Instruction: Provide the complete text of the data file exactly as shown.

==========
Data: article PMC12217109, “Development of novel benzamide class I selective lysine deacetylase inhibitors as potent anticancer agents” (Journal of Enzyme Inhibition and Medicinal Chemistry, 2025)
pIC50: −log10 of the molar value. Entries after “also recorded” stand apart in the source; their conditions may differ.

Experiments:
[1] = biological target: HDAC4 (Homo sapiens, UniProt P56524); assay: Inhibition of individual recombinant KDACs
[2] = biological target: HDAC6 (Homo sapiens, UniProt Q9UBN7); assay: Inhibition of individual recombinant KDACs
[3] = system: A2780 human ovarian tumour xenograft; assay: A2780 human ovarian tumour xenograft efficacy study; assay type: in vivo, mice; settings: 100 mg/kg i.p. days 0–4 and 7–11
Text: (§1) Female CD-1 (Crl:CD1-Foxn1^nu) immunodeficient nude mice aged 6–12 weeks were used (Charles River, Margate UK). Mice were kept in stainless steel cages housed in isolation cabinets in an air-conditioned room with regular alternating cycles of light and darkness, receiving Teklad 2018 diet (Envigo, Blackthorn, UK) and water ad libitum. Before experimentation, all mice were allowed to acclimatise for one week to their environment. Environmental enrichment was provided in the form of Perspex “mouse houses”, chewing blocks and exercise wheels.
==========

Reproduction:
Data: article PMC12217109, “Development of novel benzamide class I selective lysine deacetylase inhibitors as potent anticancer agents” (Journal of Enzyme Inhibition and Medicinal Chemistry, 2025)
pIC50: −log10 of the molar value. Entries after “also recorded” stand apart in the source; their conditions may differ.

Experiments:
[1] = biological target: HDAC4 (Homo sapiens, UniProt P56524); assay: Inhibition of individual recombinant KDACs
[2] = biological target: HDAC6 (Homo sapiens, UniProt Q9UBN7); assay: Inhibition of individual recombinant KDACs
[3] = system: A2780 human ovarian tumour xenograft; assay: A2780 human ovarian tumour xenograft efficacy study; assay type: in vivo, mice; settings: 100 mg/kg i.p. days 0–4 and 7–11
Text: (§1) Female CD-1 (Crl:CD1-Foxn1^nu) immunodeficient nude mice aged 6–12 weeks were used (Charles River, Margate UK). Mice were kept in stainless steel cages housed in isolation cabinets in an air-conditioned room with regular alternating cycles of light and darkness, receiving Teklad 2018 diet (Envigo, Blackthorn, UK) and water ad libitum. Before experimentation, all mice were allowed to acclimatise for one week to their environment. Environmental enrichment was provided in the form of Perspex “mouse houses”, chewing blocks and exercise wheels.